Anarcho-environmentalism allegorised

The name Anaarkali in the present context has many meanings - Anaar symbolises the anarchism of the Bhils and kali which means flower bud in Hindi stands for their traditional environmentalism. Anaar in Hindi can also mean the fruit pomegranate which is said to be a panacea for many ills as in the Hindi idiom - "Ek anar sou bimar - One pomegranate for a hundred ill people"! - which describes a situation in which there is only one remedy available for giving to a hundred ill people and so the problem is who to give it to. Thus this name indicates that anarcho-environmentalism is the only cure for the many diseases of modern development! Similarly kali can also imply a budding anarcho-environmentalist movement. Finally according to a legend that is considered to be apocryphal by historians Anarkali was the lover of Prince Salim who was later to become the Mughal emperor Jehangir. Emperor Akbar did not approve of this romance of his son and ordered Anarkali to be bricked in alive into a wall in Lahore in Pakistan but she escaped. Allegorically this means that anarcho-environmentalists can succeed in bringing about the escape of humankind from the self-destructive love of modern development that it is enamoured of at the moment and they will do this by simultaneously supporting women's struggles for their rights.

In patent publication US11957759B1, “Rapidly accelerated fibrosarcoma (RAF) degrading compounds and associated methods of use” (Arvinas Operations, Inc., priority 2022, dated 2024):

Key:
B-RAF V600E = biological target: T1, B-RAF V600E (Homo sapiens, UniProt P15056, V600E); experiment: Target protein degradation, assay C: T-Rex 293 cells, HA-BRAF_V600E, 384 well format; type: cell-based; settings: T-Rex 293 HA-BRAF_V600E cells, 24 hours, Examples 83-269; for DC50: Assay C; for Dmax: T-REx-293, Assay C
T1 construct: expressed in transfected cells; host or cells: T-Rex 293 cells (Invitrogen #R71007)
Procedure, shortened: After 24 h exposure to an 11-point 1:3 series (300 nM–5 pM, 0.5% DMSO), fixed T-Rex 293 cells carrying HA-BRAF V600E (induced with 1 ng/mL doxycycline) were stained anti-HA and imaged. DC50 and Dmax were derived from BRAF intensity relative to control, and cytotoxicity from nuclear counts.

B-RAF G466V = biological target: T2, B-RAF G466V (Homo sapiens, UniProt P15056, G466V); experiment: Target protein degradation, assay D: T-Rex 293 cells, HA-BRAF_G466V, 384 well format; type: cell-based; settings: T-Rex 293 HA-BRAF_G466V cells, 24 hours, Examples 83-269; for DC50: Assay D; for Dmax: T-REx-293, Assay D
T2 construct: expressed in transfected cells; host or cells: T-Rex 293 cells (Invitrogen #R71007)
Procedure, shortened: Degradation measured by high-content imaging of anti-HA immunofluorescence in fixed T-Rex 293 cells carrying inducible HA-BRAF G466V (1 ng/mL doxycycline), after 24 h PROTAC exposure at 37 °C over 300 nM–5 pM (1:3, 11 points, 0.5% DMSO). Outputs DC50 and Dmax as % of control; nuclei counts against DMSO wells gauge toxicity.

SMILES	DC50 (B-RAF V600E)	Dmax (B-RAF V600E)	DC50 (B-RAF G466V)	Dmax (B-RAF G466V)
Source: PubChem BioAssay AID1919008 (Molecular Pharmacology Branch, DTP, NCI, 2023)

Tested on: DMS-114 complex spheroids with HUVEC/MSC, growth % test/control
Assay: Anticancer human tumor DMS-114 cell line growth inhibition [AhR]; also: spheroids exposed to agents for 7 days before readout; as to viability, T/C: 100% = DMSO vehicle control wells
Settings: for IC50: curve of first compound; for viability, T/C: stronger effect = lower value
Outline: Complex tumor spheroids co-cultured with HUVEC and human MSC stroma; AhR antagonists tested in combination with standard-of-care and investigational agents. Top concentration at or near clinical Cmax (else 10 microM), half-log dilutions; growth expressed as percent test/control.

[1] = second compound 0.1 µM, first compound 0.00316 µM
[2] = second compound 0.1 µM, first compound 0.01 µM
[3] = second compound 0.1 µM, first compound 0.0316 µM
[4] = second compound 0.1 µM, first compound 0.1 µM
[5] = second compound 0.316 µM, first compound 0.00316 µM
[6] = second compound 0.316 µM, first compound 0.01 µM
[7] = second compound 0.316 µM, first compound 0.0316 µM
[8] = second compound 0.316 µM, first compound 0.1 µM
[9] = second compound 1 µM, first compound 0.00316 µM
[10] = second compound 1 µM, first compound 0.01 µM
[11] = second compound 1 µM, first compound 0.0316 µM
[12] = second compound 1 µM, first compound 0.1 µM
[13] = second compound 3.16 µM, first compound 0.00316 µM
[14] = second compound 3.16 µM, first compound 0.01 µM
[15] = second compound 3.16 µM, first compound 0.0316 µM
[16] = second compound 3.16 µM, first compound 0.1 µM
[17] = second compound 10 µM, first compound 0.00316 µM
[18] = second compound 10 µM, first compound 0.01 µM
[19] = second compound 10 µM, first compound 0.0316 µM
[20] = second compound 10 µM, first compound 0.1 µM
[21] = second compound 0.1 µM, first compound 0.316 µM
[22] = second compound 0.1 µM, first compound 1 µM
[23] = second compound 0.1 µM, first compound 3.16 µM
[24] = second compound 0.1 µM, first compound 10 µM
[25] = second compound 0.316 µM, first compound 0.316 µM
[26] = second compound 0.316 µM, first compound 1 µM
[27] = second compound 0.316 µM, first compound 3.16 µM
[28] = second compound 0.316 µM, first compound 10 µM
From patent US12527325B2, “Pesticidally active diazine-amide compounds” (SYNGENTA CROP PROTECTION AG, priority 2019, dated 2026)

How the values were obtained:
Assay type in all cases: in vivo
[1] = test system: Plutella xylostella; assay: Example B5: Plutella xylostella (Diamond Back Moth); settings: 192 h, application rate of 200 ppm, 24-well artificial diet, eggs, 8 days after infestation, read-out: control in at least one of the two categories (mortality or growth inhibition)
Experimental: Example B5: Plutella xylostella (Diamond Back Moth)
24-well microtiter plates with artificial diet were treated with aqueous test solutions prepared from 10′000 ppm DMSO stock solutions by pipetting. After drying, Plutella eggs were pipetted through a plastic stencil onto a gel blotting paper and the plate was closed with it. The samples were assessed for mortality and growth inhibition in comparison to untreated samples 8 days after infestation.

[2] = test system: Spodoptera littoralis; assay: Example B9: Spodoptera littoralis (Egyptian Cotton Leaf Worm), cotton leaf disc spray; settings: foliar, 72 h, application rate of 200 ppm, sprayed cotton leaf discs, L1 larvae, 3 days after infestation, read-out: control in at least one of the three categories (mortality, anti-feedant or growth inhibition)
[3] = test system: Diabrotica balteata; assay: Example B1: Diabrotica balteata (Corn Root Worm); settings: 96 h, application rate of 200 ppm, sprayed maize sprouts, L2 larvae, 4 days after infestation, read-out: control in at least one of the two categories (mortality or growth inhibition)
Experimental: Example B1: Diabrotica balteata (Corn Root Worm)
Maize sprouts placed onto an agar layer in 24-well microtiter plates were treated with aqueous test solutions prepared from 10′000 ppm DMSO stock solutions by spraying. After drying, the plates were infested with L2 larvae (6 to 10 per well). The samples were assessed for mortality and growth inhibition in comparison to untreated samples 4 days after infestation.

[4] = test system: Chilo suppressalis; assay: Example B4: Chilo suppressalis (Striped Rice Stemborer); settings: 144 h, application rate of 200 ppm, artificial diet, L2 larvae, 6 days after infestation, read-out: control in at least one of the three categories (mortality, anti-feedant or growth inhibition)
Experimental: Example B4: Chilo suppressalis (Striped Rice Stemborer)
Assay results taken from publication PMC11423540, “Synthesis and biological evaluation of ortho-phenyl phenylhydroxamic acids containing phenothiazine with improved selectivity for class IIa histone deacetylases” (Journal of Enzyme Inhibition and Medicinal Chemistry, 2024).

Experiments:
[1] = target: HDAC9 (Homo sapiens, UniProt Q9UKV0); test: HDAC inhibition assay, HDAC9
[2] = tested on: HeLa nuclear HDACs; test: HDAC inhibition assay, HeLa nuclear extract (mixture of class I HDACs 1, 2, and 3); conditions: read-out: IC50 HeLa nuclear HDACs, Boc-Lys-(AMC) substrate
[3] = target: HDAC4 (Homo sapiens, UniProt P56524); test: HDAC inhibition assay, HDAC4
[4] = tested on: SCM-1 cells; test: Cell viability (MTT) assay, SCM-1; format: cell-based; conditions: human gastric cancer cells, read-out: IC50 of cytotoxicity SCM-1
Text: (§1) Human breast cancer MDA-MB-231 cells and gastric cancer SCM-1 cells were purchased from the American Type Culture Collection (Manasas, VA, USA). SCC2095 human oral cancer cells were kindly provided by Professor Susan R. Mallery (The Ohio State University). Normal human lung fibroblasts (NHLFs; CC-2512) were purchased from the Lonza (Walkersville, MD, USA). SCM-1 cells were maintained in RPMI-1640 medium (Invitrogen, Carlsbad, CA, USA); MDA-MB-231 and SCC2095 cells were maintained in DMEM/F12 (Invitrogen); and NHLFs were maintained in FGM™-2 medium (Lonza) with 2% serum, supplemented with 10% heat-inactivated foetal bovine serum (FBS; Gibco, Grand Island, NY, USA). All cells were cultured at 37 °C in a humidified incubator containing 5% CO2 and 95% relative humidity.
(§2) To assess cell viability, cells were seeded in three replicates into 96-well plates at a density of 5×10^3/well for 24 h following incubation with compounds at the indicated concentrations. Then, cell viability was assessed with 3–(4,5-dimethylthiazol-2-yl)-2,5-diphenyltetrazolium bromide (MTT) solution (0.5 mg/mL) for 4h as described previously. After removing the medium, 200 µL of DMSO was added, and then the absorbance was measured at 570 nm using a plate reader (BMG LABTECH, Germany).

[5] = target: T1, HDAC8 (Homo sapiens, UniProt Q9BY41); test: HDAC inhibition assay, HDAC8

Saturday, January 16, 2016

The Law is an Ass